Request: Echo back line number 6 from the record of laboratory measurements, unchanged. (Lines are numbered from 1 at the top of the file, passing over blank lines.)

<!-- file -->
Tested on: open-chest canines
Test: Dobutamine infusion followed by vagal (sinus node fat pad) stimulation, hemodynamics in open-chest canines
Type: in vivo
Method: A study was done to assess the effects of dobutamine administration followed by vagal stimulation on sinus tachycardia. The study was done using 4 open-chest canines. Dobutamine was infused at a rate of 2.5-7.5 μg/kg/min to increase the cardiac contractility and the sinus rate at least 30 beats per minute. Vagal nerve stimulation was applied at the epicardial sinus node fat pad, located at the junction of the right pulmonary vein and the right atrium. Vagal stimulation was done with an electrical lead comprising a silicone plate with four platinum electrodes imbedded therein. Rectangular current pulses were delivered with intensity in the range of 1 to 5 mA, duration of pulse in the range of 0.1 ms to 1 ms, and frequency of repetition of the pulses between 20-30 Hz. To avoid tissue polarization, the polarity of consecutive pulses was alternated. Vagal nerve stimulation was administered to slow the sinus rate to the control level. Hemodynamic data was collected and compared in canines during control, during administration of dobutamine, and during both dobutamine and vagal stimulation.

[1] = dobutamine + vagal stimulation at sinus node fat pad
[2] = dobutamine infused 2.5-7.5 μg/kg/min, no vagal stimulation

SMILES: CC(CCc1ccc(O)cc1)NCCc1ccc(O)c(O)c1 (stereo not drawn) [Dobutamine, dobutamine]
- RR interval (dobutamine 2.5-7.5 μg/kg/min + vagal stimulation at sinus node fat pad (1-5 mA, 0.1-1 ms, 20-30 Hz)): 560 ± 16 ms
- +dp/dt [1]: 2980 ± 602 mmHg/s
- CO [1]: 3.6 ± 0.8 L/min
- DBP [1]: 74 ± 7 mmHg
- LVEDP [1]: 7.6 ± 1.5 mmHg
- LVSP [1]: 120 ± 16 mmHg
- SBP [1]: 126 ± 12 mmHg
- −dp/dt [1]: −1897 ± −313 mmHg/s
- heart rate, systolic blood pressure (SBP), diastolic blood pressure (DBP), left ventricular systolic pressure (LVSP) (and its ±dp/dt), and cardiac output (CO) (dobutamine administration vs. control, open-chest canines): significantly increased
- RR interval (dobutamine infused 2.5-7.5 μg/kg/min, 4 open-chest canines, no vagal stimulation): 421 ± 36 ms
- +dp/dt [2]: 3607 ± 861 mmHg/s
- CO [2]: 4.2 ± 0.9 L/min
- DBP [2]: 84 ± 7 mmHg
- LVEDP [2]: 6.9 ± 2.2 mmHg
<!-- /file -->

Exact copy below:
[2] = dobutamine infused 2.5-7.5 μg/kg/min, no vagal stimulation